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4 Strategies to Teach Your Children Self-Control and Delayed Gratification

One of the most important lessons to teach kids that will make their adulthood more successful is teaching self-control and delayed gratification.

Children who are taught self-control are more likely to grow to have financially secure and trouble-free adulthoods. Delayed gratification also has many different benefits. People that learn to manage their needs in the moment can thrive in careers, relationships, health and finances.

Delayed gratification takes teaching discipline and the ability to manage impulses. This can be hard to teach children and will definitely take time. But starting to do so early can have lasting benefits to raising competent and successful adults.

There are many different strategies that you can implement with your parenting style in order to teach your children delayed gratification.

Consistently reward self-control

Rewarding self-control can start with many of these other strategies to teach delayed gratification, like teaching them to save money, however this can be in taught through many other behaviors. Praise the simple efforts for self-control. This can include waiting to drink some juice or eat a cookie. Make sure they understand your expectations in certain situations they may consider tiresome or boring. Praise them for positive behavior and give them chances to take breaks and calm down if they are upset or angry.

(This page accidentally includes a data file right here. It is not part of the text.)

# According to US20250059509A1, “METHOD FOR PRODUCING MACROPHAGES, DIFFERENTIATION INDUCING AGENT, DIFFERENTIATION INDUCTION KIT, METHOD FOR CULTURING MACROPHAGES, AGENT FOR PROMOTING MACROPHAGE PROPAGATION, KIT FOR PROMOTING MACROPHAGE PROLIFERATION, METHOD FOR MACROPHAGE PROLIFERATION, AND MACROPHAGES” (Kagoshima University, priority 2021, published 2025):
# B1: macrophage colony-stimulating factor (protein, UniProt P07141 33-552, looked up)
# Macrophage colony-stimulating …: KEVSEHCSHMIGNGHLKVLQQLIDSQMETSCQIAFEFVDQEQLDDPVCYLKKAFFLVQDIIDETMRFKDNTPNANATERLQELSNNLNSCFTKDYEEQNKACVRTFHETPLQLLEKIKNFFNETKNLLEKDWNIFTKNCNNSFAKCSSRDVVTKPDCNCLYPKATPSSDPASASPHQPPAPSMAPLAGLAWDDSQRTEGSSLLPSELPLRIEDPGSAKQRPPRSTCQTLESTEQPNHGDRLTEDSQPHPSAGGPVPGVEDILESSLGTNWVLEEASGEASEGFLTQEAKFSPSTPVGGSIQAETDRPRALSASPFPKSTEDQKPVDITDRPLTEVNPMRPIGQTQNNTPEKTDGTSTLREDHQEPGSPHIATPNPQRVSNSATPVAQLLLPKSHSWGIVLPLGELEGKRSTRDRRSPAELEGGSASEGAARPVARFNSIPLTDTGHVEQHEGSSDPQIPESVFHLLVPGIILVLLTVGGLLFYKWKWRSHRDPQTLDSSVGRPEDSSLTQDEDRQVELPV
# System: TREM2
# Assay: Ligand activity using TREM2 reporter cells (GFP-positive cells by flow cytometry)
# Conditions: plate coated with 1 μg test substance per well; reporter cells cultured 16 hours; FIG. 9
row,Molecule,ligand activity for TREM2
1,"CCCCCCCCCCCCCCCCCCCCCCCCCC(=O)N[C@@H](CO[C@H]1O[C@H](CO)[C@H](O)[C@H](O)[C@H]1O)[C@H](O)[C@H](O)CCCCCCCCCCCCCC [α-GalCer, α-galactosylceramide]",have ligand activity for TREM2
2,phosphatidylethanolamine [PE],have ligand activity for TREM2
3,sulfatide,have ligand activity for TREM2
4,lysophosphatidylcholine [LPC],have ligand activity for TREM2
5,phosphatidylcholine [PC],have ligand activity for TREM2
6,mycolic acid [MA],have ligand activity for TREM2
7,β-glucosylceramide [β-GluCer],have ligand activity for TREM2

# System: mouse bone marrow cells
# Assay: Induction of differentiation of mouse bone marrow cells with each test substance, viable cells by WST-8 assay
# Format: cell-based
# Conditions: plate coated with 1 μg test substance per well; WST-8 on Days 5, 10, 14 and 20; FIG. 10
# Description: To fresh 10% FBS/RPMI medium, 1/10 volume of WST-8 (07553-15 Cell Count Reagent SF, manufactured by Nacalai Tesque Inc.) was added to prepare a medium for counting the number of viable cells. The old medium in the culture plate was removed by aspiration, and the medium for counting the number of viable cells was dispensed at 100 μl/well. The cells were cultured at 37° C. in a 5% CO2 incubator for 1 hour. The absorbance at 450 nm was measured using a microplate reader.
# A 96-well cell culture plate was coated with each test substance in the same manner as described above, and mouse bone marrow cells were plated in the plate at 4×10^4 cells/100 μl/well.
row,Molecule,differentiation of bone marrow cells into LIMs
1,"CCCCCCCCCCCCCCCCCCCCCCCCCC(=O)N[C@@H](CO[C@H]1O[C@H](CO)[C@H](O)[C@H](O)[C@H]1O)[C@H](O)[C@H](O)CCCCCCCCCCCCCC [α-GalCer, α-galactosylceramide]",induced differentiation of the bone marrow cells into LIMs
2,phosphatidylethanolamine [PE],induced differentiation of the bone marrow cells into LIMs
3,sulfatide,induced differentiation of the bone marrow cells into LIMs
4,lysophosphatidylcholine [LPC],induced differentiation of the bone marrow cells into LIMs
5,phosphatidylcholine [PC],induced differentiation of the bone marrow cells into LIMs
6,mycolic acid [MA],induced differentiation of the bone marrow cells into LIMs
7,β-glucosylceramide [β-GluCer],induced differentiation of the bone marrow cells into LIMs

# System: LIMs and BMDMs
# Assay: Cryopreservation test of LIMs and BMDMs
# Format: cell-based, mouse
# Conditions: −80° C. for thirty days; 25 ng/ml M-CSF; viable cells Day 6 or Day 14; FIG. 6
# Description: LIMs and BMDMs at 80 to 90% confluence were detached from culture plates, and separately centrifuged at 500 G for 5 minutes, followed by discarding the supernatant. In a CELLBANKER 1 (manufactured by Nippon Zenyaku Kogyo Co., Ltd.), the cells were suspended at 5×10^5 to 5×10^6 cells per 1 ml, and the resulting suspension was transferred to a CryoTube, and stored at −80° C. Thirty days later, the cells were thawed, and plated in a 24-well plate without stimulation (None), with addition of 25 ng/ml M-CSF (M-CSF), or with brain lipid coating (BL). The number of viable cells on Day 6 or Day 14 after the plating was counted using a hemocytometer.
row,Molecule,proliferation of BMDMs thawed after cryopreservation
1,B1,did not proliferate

Model self-control for your children

Model this behavior for your child. Do whatever you can to curb your own frustrations. Remain calm. Show and speak to them about saving, buying things you’d like and waiting to do so at the right time.

Teach children to use distractions

When your child is in a situation that is uncomfortable teach them how they can use distractions to work through the situation in a calm and productive manner. This can include counting, finding a different activity and focus their attention somewhere else.

Develop and practice “If-Then” plans and to set achievable goals

Help your child create plans, set goals, and implement those plans. Help them understand what they want, what they need to get that, and how to get what they need. Set up achievable steps with your child to achieve their ultimate goal. Prioritize those steps and celebrate with them as each goal is achieved.

How do you remember learning delayed gratification as a child? How do you feel it has helped you as an adult?


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